But is Brown Capital Management's diversity a facade? I viewed the employee photographs. Once my eyes travel south of the neckline, a singularity appeared. Everyone was attired according to professional gender norms: The men were attired in Oxford shirts, a tie, and a suit jacket; the women were attired in a blouse or button-down top, most wore a blazer or jacket. The colors, referring to clothing, were a conservative, consistent navy blue or dark gray. Everyone smiles warmly.
When it comes to the work of money management, the raison d'etre, I doubt there is much diversity at Brown Capital Management. I would bet dollars to dimes that the culture is singular: a professional pursuit of long-term, benchmark-beating returns on its AUM.
But Brown pondered in a 2020 Barron's interview why his firm's AUM isn't larger. Why not $50 billion instead of the $18 billion ($14 billion at the time of the interview)? He implied a reason, though he did not say it, he implied that discrimination was the reason.
I question Brown's implication. Does Brown Capital Management have the infrastructure to handle a large influx of assets? Do most of his funds and managed accounts perform comparably or better than the competitions'? Is its marketing effective? I know the answer to none of these questions. Given the fierce competition in money management to generate alpha, though, I am skeptical that any investor would overlook a money management firm that has proven it can generate superior returns. Everyone in our profession values green.
Brown goes on to assert that too few people of color and women populate the money management space. He asserts, but he offers no optimal number. How many people of color and women should populate the space? Brown goes on to say that "firms need to make a bigger effort to be diverse. People used to say, 'I can’t find Black people with credentials and experience.' Well, you have to have a commitment to seek out those people."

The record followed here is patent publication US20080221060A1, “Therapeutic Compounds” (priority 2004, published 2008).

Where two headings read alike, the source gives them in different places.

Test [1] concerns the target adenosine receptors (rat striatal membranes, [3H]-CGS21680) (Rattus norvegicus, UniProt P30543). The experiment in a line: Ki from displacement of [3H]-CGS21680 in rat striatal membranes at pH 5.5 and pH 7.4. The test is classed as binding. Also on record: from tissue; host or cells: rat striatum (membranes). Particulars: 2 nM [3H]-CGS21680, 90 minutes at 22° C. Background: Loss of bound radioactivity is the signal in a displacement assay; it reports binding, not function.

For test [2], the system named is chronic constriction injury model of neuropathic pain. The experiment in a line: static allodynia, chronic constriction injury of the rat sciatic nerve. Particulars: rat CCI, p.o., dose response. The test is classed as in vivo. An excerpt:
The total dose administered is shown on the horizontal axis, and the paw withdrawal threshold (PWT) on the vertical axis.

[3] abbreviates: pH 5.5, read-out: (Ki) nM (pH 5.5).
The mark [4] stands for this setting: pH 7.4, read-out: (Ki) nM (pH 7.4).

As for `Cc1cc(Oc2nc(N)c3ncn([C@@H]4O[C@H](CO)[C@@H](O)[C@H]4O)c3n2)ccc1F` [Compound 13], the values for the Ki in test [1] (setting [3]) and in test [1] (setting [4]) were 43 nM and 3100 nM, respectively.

True enough, but the same could be said for all people. Many firms should be more diligent in seeking quality people. But let's examine the other side of the coin: credentialed, experienced Blacks (and everyone else) need to commit to selling themselves to potentially interested employers. If they competently market their analyst bona fides, I question why they would have more difficulty than anyone else in getting hired.
(Full disclosure: I have money invested with Brown Capital Management. If Brown Capital Management were to open its wildly successful Brown Capital Management Small Company Fund (BCSIX) to new investors, I would invest more. Diversity, though, had no influence on my investment decision. Historical performance and fit within my portfolio were the overarching considerations. I am satisfied with the return Brown Capital Management's competent employee roster has generated to date; hence, my inclination to invest more. That said, I could not care less if the roster comprised all Blacks, all Whites, or any particular combination of race, religion, lifestyle, or gender categorization.)
Where is the evidence? Where is the evidence diversity is a company's strength? I assert that it is not diversity, but, to the contrary, the ability to overcome diversity, and to act as one toward a concrete goal that leads to success.
A singular culture, therefore, is a competitive advantage, though it has to arise from mutual cooperation and directives from within. To force diversity from without can lead to grotesque outcomes at the extreme. Yugoslavia attempted to incorporate diverse ethnicities into one unit. The horrors of the Croatian-Serbian War were the consequence. Coercive diversity has always proven antithetical to comity.
Social-justice warriors obsess over inequalities among races and ethnicities, frequently pounding the table over the chimera of systemic discrimination and heirloom hegemony. Seldom do they ponder how members of a less economically successful categorization might improve their lot by availing themselves of the culture of a more prosperous categorization. A culture that promotes prosperity for one will promote prosperity for all. You tell me the benefits of tamping down with diversity the prosperity-producing qualities of one category's culture with the poverty-promoting qualities of another's.